Bookworms, if you’d like to find out more about Sarah and her journey, Bone Lines is out now!

Here’s the blurb…

A young woman walks alone through a barren landscape in a time before history, a time of cataclysmic natural change. She is cold, hungry and with child but not without hope or resources. A skilful hunter, she draws on her intuitive understanding of how to stay alive… and knows that she must survive.

In the present day, geneticist Dr Eloise Kluft wrestles with an ancient conundrum as she unravels the secrets of a momentous archaeological find. She is working at the forefront of contemporary science but is caught in the lonely time-lock of her own emotional past.

Bone Lines is the story of two women separated by millennia yet bound by the web of life. This intriguing tale of love and survival, of courage and the quest for wisdom also explores the nature of our species and asks what lies at the heart of being human.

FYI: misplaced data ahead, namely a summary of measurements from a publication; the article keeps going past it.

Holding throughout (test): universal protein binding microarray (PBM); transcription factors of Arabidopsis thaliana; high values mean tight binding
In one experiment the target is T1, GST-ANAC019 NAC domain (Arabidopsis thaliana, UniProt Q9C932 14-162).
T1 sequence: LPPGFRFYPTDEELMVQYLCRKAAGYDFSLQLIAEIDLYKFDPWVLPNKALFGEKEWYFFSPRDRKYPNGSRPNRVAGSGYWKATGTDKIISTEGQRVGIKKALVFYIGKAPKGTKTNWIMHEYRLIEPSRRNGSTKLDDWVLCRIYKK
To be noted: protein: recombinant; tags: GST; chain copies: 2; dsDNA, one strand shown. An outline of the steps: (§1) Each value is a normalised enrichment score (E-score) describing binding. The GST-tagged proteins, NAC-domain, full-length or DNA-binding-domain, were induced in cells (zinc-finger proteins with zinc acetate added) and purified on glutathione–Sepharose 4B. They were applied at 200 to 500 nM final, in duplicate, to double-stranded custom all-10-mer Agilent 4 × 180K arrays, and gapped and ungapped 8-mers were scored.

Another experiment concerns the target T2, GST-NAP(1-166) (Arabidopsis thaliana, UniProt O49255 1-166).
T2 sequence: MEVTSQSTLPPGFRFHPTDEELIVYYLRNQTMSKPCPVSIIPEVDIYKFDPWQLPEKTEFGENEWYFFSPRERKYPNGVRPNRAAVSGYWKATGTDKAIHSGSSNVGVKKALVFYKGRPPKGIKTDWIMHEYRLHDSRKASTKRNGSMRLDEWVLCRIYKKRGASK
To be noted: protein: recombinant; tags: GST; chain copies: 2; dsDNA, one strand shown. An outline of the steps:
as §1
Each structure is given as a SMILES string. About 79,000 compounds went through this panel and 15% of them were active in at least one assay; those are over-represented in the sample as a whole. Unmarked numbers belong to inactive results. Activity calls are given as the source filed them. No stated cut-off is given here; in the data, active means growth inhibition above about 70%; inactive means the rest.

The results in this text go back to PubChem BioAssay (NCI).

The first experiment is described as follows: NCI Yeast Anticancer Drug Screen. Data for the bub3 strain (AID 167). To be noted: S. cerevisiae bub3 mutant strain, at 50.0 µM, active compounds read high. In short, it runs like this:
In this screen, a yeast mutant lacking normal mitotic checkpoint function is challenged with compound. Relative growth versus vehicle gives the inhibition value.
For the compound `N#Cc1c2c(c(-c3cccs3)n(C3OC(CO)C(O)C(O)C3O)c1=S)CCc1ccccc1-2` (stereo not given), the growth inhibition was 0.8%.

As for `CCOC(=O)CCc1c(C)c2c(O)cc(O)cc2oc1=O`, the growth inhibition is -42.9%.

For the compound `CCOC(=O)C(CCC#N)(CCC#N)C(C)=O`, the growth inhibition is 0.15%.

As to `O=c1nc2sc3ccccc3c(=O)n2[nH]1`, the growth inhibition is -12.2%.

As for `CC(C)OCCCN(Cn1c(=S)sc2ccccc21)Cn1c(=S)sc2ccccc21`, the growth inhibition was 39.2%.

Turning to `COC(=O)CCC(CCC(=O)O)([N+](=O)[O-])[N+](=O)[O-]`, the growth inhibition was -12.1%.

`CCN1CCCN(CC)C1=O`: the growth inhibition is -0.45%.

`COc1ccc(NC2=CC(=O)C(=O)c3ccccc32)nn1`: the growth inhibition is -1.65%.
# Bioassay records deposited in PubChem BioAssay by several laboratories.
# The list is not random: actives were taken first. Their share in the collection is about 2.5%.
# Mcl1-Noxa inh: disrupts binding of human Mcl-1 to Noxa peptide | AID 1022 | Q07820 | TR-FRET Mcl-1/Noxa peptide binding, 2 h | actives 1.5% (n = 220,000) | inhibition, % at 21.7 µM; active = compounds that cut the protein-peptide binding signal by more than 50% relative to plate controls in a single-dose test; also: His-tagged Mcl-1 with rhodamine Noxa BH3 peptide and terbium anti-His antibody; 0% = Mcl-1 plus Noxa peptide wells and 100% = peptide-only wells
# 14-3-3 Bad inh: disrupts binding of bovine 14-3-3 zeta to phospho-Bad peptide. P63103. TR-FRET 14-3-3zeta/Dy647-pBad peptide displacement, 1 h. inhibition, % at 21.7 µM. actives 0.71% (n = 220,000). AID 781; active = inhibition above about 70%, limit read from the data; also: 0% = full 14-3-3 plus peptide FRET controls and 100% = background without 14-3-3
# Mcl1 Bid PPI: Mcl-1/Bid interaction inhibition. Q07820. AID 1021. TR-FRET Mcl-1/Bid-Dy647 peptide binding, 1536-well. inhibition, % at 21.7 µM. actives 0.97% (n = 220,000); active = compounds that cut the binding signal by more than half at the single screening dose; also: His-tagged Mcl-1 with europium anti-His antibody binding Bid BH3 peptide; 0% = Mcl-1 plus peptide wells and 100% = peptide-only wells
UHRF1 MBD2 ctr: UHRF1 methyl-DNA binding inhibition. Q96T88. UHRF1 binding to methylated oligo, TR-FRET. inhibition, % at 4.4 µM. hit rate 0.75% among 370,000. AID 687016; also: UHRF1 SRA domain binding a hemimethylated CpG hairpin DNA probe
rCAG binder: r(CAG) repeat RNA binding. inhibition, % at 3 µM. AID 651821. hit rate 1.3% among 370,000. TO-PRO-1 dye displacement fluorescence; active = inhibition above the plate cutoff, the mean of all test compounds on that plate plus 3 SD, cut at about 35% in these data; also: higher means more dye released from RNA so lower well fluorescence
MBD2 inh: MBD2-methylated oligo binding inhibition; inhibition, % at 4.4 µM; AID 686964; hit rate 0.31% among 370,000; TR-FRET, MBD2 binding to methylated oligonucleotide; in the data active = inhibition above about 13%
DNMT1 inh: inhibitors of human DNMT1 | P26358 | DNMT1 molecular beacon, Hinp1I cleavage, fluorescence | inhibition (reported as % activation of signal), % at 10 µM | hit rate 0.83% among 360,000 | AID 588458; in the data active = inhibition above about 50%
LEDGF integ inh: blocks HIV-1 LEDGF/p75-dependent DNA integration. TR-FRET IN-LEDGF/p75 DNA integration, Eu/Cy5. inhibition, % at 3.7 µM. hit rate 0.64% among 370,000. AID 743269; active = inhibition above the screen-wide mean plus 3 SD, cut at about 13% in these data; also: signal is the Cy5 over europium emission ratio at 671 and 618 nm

About the author…

Stephanie Bretherton

Born in Hong Kong to a pair of Liverpudlians (and something of a nomad ever since), Stephanie is based in London but manages her sanity by escaping to any kind of coast. Before returning to her first love of writing fiction, Stephanie spent many years pursuing alternative forms of storytelling, from stage to screen and media to marketing. Meanwhile, an enduring love affair with words has led her down many a wormhole on the written page.

Drawn to what connects rather than separates, Stephanie is fascinated by the spaces between absolutes and opposites, between science and spirituality, nature and culture. This lifelong curiosity – and occasional conflict – has been channelled into her debut novel, Bone Lines, and into short stories, poems and various works in progress. This includes ideas for the continuation of the Children of Sarah series, of which Bone Lines is the first story.

More information available at http://stephaniebretherton.com/

I would love to hear your thoughts in the comments below :-)

Fill in your details below or click an icon to log in:

WordPress.com Logo

You are commenting using your WordPress.com account. Log Out /  Change )

Twitter picture

You are commenting using your Twitter account. Log Out /  Change )

Facebook photo

You are commenting using your Facebook account. Log Out /  Change )

Connecting to %s

This site uses Akismet to reduce spam. Learn how your comment data is processed.